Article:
Server GC:

• Multiprocessor (MP) Scalable, Parallel
• One GC thread per CPU
• Program paused during marking

Workstation GC:

• Minimizes pauses by running concurrently during full collections

The server GC is designed for maximum throughput, and scales with very high performance. Memory fragmentation on servers is a much more severe problem than on workstations, making garbage collection an attractive proposition. In a uniprocessor scenario, both collectors work the same way: workstation mode, without concurrent collection. On an MP machine, the Workstation GC uses the second processor to run the collection concurrently, minimizing delays while diminishing throughput. The Server GC uses multiple heaps and collection threads to maximize throughput and scale better.

You can choose which GC to use when you host the run time. When you load the run time into a process, you specify what collector to use. Loading the API is discussed in the .NET Framework Developer's Guide. For an example of a simple program that hosts the run time and selects the server GC, take a look at the Appendix.

##### Myth: Garbage Collection Is Always Slower Than Doing It by Hand

Actually, until a collection is called, the GC is a lot faster than doing it by hand in C. This surprises a lot of people, so it's worth some explanation. First of all, notice that finding free space occurs in constant time. Since all free space is contiguous, the GC simply follows the pointer and checks to see if there's enough room. In C, a call to malloc() typically results in a search of a linked list of free blocks. This can be time consuming, especially if your heap is badly fragmented. To make matters worse, several implementations of the C run time lock the heap during this procedure. Once the memory is allocated or used, the list has to be updated. In a garbage-collected environment, allocation is free, and the memory is released during collection. More advanced programmers will reserve large blocks of memory, and handle allocation within that block themselves. The problem with this approach is that memory fragmentation becomes a huge problem for programmers, and it forces them to add a lot of memory-handling logic to their applications. In the end, a garbage collector doesn't add a lot of overhead. Allocation is as fast or faster, and compaction is handled automatically—freeing programmers to focus on their applications.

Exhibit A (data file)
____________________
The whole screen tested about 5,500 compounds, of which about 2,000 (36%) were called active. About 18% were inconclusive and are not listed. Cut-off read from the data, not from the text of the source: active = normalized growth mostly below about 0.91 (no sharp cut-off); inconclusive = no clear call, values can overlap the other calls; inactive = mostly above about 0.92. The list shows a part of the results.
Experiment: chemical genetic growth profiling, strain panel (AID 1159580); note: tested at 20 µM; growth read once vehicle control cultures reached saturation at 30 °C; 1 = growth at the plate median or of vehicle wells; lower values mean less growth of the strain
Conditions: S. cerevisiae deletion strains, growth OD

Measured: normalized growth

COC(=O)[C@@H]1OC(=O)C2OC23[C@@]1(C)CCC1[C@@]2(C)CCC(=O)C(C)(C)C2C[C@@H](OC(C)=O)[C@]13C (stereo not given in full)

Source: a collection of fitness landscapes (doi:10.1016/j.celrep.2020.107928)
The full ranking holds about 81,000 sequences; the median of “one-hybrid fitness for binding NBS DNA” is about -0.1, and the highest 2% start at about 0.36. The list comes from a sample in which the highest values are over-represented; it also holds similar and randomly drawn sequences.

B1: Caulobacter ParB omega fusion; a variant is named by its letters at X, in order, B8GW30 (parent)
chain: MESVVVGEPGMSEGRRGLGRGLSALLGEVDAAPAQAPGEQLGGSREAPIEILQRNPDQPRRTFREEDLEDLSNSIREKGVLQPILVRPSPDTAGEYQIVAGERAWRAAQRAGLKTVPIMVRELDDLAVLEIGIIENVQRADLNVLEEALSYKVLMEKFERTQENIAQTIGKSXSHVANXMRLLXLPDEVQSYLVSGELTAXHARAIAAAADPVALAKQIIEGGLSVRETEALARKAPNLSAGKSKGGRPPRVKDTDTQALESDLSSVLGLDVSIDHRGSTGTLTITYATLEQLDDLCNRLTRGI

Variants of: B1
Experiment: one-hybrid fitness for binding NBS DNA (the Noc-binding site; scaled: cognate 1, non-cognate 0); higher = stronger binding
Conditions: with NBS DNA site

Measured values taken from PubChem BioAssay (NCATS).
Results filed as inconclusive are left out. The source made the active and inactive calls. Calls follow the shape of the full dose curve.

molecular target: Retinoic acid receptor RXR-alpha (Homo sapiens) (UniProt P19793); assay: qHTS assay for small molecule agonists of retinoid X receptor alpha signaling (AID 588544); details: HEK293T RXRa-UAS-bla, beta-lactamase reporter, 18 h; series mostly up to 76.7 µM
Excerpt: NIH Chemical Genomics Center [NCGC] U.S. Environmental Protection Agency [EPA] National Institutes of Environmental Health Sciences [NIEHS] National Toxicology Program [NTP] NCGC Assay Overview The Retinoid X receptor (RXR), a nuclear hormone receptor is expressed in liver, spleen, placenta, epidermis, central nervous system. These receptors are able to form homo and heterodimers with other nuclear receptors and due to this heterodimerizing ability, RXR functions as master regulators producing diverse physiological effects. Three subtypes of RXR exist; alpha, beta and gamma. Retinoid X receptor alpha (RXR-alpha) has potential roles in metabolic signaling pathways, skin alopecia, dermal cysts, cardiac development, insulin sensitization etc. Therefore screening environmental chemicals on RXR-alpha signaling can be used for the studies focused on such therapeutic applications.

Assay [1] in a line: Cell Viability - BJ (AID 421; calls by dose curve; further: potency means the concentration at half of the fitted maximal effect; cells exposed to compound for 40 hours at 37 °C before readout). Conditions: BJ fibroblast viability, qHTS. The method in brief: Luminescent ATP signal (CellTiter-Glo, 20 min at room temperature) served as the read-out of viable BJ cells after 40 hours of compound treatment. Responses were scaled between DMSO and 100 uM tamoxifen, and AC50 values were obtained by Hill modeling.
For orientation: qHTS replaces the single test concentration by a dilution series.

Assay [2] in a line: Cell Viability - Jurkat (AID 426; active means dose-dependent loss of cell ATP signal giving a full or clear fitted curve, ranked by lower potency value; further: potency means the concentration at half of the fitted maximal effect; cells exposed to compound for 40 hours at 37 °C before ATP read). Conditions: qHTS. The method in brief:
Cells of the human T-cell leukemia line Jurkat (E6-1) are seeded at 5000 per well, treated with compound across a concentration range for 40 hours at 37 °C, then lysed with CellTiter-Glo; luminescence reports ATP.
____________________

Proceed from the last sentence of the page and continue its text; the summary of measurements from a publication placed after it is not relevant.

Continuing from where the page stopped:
In the future, garbage collectors could perform other optimizations that make it even faster. Hot spot identification and better cache usage are possible, and can make enormous speed differences. A smarter GC could pack pages more efficiently, thereby minimizing the number of page fetches that occur during execution. All of these could make a garbage-collected environment faster than doing things by hand.